If There Were an Israeli Left

Gideon Levy
Gideon Levy
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Palestinians argue with Israeli security forces as they prepare to demolish the house of Palestinian Mohammed Qabaha, Jenin.
Palestinians argue with Israeli security forces as they prepare to demolish the house of Palestinian Mohammed Qabaha, Jenin.Credit: Majdi Mohammed/AP
Gideon Levy
Gideon Levy

If there were a left here, this is what it would do in the event it were voted into power. Some measures could be implemented at once, others would be the beginning of a process. No one in the Jewish left is even proposing them.

In the first 100 days of its imaginary government, the left would carry out a revolution. Mainly, not entirely, in its relation to the occupation, the topic that defines Israel’s identity more than any other. The first resolution passed by the left-wing government would end the siege of the Gaza Strip. In one day, as with the fall of the Berlin Wall, the Strip would be liberated, its 2 million inhabitants would be free people. The sea would be open, and the border with Israel would be open and controlled. Concurrently, a call would go out from Israel, inviting the leaders of Hamas to a meeting. They could very well surprise us. We have much to talk about with them.

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The next step, also an immediate one, would be an extensive release of Palestinians who are incarcerated in Israel. All the thousands of political prisoners and the hundreds of people who are being held without trial, in so-called administration detention, all the Palestinian children and ill people in Israeli prisons would be set free at once. Leading them would be Marwan Barghouti, the only person with the ability to reunite the Palestinians.

Barghouti must be released immediately, just as F.W. de Klerk released Nelson Mandela quite soon after becoming president. The rest must also happen at the stunning speed with which things happened in South Africa. A freed Barghouti would be elected Palestinian president, and Israel will find him to be an amazing partner. The lifting of the Gaza siege and the prisoner release will inspire hope. Israelis will be surprised at how easy it is, without exactlng a cost.

In its first 100 days, a leftist government would announce a freeze on all construction in the settlements – not even a single balcony in an apartment in Ma’aleh Adumim – until an agreement is reached with the Palestinians. Until that happens, Kiryat Arba will be given the same budget allocations as Kiryat Shmona, in northern Israel, and both of them together will receive the same amount as the Arab city of Taibeh. Settlements that were not approved by previous governments will be evacuated overnight.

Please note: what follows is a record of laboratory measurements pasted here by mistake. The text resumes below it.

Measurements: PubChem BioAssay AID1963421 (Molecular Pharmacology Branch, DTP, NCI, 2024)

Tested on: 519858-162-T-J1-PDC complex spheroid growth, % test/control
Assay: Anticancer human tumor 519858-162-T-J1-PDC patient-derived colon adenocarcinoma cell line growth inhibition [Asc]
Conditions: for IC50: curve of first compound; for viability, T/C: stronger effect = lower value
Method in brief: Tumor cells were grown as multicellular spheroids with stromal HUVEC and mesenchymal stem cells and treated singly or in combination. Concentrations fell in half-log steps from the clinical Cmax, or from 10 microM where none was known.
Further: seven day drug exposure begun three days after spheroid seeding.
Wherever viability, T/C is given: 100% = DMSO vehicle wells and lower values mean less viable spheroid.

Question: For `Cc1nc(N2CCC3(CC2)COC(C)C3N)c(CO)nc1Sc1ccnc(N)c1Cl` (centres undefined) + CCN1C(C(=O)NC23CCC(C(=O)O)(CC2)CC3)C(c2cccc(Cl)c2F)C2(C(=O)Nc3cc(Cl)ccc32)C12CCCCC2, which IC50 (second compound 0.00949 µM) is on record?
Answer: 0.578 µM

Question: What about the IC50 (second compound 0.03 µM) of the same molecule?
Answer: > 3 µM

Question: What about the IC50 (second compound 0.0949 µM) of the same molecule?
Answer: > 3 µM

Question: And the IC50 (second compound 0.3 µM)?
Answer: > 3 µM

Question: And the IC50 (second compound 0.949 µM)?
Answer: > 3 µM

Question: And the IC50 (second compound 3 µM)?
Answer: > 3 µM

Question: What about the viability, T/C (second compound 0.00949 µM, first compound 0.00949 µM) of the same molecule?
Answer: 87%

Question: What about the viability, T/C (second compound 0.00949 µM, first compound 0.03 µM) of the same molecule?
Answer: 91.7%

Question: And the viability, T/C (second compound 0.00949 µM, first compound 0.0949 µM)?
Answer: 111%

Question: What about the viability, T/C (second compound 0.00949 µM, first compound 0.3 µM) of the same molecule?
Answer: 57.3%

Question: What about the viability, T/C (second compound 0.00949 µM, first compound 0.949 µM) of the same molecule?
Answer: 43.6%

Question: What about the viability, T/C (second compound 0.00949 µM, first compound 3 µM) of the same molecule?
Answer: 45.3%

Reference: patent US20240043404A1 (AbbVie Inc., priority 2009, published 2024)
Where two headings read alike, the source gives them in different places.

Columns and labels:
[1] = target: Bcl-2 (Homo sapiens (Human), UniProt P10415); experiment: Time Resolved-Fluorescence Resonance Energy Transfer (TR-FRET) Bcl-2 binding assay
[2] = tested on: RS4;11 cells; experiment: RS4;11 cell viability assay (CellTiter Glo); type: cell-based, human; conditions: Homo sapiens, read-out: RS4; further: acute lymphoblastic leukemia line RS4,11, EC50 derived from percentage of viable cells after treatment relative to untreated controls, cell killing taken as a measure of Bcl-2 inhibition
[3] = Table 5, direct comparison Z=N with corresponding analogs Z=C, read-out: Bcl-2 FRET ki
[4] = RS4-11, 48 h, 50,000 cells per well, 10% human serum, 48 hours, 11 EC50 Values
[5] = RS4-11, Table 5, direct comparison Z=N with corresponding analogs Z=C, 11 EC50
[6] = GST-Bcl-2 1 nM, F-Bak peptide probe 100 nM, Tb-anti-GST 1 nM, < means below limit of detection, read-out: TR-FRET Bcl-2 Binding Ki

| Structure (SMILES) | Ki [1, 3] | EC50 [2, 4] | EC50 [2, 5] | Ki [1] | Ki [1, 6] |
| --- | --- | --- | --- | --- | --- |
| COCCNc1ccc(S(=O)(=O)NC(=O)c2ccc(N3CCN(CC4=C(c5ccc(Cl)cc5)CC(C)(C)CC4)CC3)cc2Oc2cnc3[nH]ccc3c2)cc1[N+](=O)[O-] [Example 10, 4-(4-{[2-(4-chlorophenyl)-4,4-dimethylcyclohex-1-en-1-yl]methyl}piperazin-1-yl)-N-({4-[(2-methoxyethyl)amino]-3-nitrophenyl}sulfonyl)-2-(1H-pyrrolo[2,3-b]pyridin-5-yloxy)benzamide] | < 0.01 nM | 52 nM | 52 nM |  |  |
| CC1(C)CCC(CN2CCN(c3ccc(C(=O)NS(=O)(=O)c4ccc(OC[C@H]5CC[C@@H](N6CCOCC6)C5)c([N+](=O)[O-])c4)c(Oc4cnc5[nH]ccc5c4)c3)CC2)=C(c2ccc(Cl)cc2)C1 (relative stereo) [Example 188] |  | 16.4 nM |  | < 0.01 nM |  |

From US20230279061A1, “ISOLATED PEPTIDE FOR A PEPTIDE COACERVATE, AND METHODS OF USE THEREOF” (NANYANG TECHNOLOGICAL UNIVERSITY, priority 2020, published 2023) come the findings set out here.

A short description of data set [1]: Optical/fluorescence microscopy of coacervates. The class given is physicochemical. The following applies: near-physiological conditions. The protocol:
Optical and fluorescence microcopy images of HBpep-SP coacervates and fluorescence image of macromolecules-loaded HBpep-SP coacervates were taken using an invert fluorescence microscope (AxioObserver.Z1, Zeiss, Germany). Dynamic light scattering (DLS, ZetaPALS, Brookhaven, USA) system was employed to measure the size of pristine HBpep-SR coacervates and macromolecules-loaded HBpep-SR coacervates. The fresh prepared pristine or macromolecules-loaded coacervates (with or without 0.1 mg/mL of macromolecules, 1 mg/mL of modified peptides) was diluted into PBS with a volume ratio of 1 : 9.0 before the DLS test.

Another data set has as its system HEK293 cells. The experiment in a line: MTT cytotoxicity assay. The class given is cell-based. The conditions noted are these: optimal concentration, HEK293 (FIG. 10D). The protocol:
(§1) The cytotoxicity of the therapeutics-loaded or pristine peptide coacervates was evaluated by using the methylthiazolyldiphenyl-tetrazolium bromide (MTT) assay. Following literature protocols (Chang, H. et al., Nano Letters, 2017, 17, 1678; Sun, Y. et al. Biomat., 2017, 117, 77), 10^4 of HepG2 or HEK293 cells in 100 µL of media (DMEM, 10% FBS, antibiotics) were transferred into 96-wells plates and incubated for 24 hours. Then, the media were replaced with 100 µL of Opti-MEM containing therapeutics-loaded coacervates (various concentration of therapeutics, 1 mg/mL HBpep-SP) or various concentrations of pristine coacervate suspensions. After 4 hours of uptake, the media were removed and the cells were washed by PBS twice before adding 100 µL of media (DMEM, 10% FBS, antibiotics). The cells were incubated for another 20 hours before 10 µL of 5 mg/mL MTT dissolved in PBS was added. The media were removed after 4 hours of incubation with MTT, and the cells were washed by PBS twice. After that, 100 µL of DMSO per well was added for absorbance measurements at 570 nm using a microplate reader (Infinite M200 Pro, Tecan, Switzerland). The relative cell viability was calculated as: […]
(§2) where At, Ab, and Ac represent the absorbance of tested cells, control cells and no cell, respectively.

Then, on to the defense budget. It will be slashed as never before. It’s impossible to establish a welfare state without significant cuts to the defense budget, which is full of extra padding. Some of the threats facing Israel have disappeared, some of the fear-mongering is unwarranted. The defense budget will have to shrink accordingly. The Israel Defense Forces, most of whose adversaries are penniless, doesn’t need to have every weapons system developed somewhere in the world.

The coronavirus pandemic has taught us that a generous health budget is important to our security no less than submarines are. Education, infrastructure and welfare are crying out for budgets, which are going instead to pointless defense projects. A country in which disabled people are supposed to support themselves on a monthly allowance of 3,200 shekels ($965) is a country without pity. Bombers and submarines and bombers will gradually be replaced by agreements, which have already proven to be the best guarantee for the security of this state. These agreements are more attainable than what we’ve been led to believe.

After that, the 31,000 asylum seekers remaining in the country will be granted citizenship, and state and religion will be separated: public transportation on Shabbat and civil marriage in one fell swoop, and voila, a different Israel: A more open and liberal country, less violent and cruel, much more moral and receptive to the international community. The compensation from the world, including the Arab world, will be generous. It’s enough to recall what happened after the Oslo Accords were signed. Now Israel will be free to consider its future. It will find that the two-state solution, which it has trumpeted for 30 years, is no longer viable, and it will realize that it must offer a different solution.

For the first time in its history, Israel will begin to talk about equality. It will be a long process, painful to some Jews and a few Palestinians, but it is inevitable. In the new atmosphere, we will need to discuss abolishing the nation-state law and the law of return and passing new, egalitarian legislation, leading to the first democratic election to be held between the Jordan River and the Mediterranean Sea.

It may all seem utopian or dystopian, but it’s likely to be more feasible than it seems. To make it happen we need a courageous left that will begin the conversation.

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